- BlackBerry sales have slumped in the U.S. but is still strong in emerging markets
- New models launched should remember why they are popular in developing world
- In places like Brazil and South Africa, the 10 is the update to their current phone
- in Sub-Saharan Africa there is expected to be 175 million new customers in the next 3 years
BlackBerry's loss of market share in the U.S. is the stuff of legends. Last fall, it was estimated only about 2% of American phone users were still carrying their BlackBerry mobile with its iconic keypad.
But consider this: sub-Saharan Africa is expected to add 175 million new mobile users in just the coming 3 years. That's according to the GSMA, which represents the world's mobile operators.
"Mobile has already revolutionized African society and yet demand still continues to grow by almost 50 percent a year," said Tom Phillips, Chief Government and Regulatory Affairs Officer, GSMA.
That could be good news indeed for BlackBerry. Research in Motion, the maker of BlackBerry, estimates it holds a 70% market share in countries like South Africa.
The company's new phones, announced this week, are not the ones some of its best customers in emerging markets would like to buy. They're too expensive. But Research in Motion -- which also this week changed its company name to BlackBerry -- is pledging some of its six new models will address that.
While millions in China, Europe and the U.S. have adopted Android or iOS smartphones with a vengeance, millions more users in emerging markets are enthused about what's in store for the new BlackBerry 10. It's the update for what many of them are already using.
They live in countries like Brazil, Malaysia, Nigeria, Kenya and South Africa. They have embraced the BlackBerry for a combination of factors that all point to the different way mobile devices are used.
Unlike their counterparts in Europe and America, the mobile in their pocket is more likely to be their primary link to the internet.
BlackBerry Messenger is the connection that allows these users unlimited conversations without paying charges for SMS data. While young, brand-conscious Chinese may be willing to part with several months' salary to buy the latest iPhone, African users are looking for more practical (and cheaper) connections.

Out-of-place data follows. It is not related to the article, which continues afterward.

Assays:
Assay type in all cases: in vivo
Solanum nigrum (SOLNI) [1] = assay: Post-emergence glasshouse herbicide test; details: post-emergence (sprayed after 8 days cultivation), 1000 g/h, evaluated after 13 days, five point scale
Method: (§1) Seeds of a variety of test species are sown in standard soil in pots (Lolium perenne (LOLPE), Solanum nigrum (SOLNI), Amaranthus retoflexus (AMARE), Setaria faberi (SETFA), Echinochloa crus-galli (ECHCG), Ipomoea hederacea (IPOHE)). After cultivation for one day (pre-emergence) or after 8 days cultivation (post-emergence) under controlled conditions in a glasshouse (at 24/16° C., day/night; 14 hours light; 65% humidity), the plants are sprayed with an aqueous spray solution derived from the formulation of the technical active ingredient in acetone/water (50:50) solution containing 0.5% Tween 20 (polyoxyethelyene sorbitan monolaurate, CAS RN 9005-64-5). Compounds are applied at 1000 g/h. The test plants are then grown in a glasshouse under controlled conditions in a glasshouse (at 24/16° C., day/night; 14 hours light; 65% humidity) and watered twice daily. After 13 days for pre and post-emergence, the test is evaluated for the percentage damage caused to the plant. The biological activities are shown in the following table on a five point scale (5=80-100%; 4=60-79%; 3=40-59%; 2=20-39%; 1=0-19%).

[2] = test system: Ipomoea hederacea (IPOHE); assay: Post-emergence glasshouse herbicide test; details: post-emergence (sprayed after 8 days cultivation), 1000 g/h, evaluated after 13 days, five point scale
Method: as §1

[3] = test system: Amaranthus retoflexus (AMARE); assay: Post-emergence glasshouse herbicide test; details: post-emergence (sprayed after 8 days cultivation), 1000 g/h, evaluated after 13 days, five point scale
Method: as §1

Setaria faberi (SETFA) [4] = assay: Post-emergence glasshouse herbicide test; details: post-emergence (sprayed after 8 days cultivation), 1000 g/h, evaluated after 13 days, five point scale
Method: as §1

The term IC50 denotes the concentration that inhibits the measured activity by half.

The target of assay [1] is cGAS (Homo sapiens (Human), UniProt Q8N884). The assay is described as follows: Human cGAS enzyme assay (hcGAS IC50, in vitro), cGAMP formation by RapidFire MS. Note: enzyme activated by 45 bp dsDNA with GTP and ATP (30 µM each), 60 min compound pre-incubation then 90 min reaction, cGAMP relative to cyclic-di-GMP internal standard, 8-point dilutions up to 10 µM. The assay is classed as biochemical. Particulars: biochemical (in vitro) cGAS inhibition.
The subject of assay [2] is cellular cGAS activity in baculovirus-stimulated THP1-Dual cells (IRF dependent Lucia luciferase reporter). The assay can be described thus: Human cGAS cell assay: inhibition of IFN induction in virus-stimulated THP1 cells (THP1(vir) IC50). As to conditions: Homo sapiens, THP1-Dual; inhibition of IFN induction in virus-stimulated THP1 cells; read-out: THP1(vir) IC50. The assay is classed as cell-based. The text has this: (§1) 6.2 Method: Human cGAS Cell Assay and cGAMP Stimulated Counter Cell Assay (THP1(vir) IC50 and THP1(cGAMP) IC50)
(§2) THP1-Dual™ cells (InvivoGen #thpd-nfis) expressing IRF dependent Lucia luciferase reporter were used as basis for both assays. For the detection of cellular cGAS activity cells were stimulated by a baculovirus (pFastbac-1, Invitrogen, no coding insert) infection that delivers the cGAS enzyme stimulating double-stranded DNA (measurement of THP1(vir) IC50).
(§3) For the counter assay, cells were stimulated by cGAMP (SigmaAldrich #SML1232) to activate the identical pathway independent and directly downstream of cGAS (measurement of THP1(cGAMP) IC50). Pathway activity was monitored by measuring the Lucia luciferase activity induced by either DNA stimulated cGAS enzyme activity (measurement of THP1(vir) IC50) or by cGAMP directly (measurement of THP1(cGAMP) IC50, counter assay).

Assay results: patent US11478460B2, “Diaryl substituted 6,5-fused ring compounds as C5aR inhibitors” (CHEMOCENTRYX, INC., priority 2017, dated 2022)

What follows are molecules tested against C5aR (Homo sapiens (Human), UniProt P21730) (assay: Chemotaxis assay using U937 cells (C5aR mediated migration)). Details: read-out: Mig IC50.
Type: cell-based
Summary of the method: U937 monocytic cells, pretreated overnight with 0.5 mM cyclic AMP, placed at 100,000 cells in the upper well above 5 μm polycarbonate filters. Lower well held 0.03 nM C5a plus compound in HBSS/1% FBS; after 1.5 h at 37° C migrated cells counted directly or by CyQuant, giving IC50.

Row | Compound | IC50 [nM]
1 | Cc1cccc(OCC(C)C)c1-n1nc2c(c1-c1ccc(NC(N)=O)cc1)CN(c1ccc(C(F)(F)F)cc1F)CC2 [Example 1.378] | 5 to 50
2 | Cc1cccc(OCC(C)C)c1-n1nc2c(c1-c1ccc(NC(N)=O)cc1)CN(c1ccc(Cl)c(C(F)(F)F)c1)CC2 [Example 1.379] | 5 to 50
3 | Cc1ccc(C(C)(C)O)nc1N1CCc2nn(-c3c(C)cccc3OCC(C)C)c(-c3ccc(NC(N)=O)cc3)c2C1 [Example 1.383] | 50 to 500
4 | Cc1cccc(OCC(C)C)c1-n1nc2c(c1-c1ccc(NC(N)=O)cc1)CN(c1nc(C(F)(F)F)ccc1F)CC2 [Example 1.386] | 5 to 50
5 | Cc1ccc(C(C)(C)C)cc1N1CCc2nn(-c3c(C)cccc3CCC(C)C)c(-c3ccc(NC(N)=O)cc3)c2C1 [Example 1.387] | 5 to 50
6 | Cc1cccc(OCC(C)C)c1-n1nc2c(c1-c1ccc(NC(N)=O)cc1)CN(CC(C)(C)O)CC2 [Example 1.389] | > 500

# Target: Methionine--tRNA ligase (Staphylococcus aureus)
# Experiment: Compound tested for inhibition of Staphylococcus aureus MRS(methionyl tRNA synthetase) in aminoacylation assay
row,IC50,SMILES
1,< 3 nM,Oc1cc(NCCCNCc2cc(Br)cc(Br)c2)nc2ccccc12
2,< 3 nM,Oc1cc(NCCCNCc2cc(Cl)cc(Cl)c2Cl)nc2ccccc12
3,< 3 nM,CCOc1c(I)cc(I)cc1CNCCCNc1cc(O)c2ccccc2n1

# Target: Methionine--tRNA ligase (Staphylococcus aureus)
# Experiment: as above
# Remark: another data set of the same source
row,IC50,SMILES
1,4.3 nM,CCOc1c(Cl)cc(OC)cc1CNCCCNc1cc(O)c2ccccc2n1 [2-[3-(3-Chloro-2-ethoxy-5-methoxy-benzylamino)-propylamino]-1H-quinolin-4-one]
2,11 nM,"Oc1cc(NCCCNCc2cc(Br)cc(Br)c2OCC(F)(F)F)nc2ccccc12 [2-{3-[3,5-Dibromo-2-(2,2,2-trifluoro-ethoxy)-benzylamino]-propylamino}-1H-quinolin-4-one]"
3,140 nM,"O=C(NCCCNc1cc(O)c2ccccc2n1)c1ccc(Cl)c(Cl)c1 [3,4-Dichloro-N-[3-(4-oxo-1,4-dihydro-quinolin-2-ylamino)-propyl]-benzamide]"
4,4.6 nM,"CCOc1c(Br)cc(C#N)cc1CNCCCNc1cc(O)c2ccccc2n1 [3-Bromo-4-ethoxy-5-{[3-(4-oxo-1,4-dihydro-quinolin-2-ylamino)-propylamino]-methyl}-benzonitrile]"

What separates developed countries from their developing counterparts at street level can be summed up in a single word: infrastructure.
Isobel Coleman, senior fellow and Director of the Civil Society, Markets and Democracy Initiative at the Council on Foreign Relations, says mobile technology has proved it can bridge the gap where infrastructure is lacking.
"It's a culture, it's an economy, it's innovation, education, healthcare, it's all of these things," says Coleman.
You can take that to the bank. For many Africans, their cell phone account is the first bank account they've ever owned.
In emerging markets, mobile phone banking is growing because of the lack of infrastructure. Fewer bank branches often mean long distances to travel and long lines once you've arrived.
Africans are expected to transfer more than $200 billion per year or 18% of the continent's GDP by 2015.
Oh, and that keyboard. No matter where you are in the world, there will always be a demand for a keyboard that clicks. The company appears to understand that as BlackBerry 10 models come with both soft keypads and the traditional BlackBerry buttons.
I asked some of my Twitter followers to weigh in on the BlackBerry 10 roll out. While some said Android or Apple's iOS were in their future plans, many others expressed continued enthusiasm for the BlackBerry.
Soji, a pianist and teacher in Nigeria tweeted back "I'm falling in love with this BB. Cheaper to own."
From Kuala Lumpur, Amir wrote "I need a physical keyboard to type while also having a touch-screen for photos etc. Security factor also important."
Hans-Eric from South Africa reinforced the sentiments of many mobile users in emerging markets: "The cost of data is simply too high without it (BlackBerry.)"
The voices from emerging markets couldn't have been clearer. What they expect from BlackBerry 10 is a stronger, longer lasting battery, durability and continued low cost connectivity.
CFR's Coleman agrees that BlackBerry (and anyone else) trying to win and hold this mobile device sector has to understand how these devices are being used and give the customers what they want.
"Cheap. Rugged. Not too many bells and whistles. Practical."
There is little doubt smartphones are changing the way people use the internet, how they bank, shop and interact socially.
But it's worth keeping in perspective that in a world where there are now an estimated 1 billion smartphones, there are 5 billion feature phone users. That's a lot of upside growth potential for BlackBerry and all the other players out there.